Ten rookie marketing mistakes to avoid

Guest post from Maria Ross, founder and chief strategist of Red Slice  a branding and marketing consultancy and blog based in the US. She is the author of Branding Basics for Small Business: How to Create an Irresistible Brand on Any Budget available on Amazon.co.uk

I've seen some great marketing in my almost 20-year career - and also some "what the heck were you thinking?!" moments, including many committed by yours truly. These mistakes are not limited to small business either - the big guys are guilty, too. Here in no particular order are 10 rookie mistakes that can waste your marketing dollars and hinder sales:

1. Scattershot messaging: Does your company information on the website match your elevator pitch, match your ad messages, match your collateral? If you have 6 different versions of a company descriptor floating around, you're wasting valuable opportunities to make your message memorable.

2. Amateur design: Sometimes design that looks simple is actually painstakingly done by a true professional. Simple does not equal cheap. If you were going to be pitching on Dragon’s Den, would you skimp on your appearance with a cheap suit or sloppy attire? I think not.

3. Trying to sell to everyone: Contrary to what you might think, your market is not EVERYONE. You have a specific value that you provide to a specific type of person. Go after that person. Tiffany doesn't try to sell jewelry to everyone who buys jewelry; Dolce and Gabbana does not try to sell dresses to anyone who wants to buy a dress.  Hyundai doesn't try to sell to everyone who needs a car.

4. Focusing on quantity vs. quality: Spending money on an event that attracts 5,000 people is great - if those 5,000 people will ever buy from you. It's better to microtarget your marketing whenever you can to yield less leads but better conversion.

5. Confusing advertising with PR: Advertising is something for which you pay and everyone knows it. It's biased and you 100% control the message. PR is when 3rd parties like the media, analysts or critics write or speak about you - or ask you to write or speak. You can influence it but you have no say over the final piece. Neither comes cheap if you do them right (in both $ and/or time) but make sure you know what you're investing in.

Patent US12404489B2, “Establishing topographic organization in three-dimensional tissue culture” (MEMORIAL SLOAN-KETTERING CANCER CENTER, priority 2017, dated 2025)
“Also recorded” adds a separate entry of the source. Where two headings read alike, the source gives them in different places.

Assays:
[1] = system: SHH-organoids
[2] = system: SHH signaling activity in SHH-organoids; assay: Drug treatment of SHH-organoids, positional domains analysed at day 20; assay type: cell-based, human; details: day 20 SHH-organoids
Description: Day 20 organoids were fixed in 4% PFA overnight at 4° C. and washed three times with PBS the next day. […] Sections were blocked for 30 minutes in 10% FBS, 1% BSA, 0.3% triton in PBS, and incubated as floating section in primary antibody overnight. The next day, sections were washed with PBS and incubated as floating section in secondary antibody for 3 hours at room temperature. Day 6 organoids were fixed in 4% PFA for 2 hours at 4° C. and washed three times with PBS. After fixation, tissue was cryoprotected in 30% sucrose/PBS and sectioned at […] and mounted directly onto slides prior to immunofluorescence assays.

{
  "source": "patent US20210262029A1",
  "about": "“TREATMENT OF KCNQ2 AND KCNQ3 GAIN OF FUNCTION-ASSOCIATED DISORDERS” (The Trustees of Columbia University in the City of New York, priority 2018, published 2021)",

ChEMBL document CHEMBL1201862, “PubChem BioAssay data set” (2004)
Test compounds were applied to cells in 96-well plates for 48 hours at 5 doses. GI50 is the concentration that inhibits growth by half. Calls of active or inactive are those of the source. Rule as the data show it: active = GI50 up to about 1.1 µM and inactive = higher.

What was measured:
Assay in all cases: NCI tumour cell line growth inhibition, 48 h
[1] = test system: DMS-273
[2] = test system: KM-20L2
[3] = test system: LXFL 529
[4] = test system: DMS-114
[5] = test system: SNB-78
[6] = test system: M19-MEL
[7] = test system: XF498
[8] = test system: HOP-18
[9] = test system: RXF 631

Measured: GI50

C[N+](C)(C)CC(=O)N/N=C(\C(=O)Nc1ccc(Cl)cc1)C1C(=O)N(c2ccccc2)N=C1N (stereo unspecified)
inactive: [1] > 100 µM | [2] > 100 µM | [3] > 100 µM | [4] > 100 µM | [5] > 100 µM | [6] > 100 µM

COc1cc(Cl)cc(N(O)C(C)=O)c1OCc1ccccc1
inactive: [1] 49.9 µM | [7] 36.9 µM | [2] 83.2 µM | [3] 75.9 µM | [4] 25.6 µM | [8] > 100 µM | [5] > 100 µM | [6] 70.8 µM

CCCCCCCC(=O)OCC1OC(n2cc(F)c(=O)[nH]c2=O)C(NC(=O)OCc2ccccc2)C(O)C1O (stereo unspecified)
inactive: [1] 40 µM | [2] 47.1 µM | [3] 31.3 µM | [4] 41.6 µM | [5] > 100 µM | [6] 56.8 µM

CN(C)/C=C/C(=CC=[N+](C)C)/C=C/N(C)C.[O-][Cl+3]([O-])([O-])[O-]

6. Confusing awareness with direct response marketing: Awareness is a phase al buyers must go through before they buy from you - they have to know you exist, right? But you can invest in awareness campaigns without ever yielding a direct, qualified lead right away.  Qualified leads fall out of the funnel that awareness creates. Awareness activities like events, PR and the like may not necessarily lead to immediate sales. Those happen over time as you nurture those people.

7. Forgetting the noise: It's not enough to run one ad or sponsor one event or send one email and think you're going to get a response. There is too much noise in the marketplace vying for attention and, while you're mom thinks you are so important, your prospective customers may not! You may be sick of your brand and message after 6 months, but others have not had a chance to digest it.

8. Playing Me-Too: If you're making all your marketing moves based on what competitors are doing, you're making it harder on yourself. Often the way to differentiate from a sea of look-a-likes is to zag when they zig. If they are all using the same language to describe what they do, for example, can you say something different?

9. Investing in one-off tactics vs. integrated campaigns: An integrated campaign is a multi-touch, multi-media endeavor. And it packs more punch. When you negotiate, see what else you can get for your money (ie, an online ad, a webcast sponsorship, a special emailing, the chance to write a contributed article, etc.) Focus your efforts around key themes, rather than reinventing the wheel each time.

10. Failing to articulate your mission, values and goals: Without documented clarity, you're floating in the wind. Ground yourself by articulating exactly what your business does (and does not) stands for and what you envision your impact to be. It's not enough to "know" it: write it down, share it, post it, own it. These will guide you into a clear brand strategy that will make your marketing  - and business - decisions easier.

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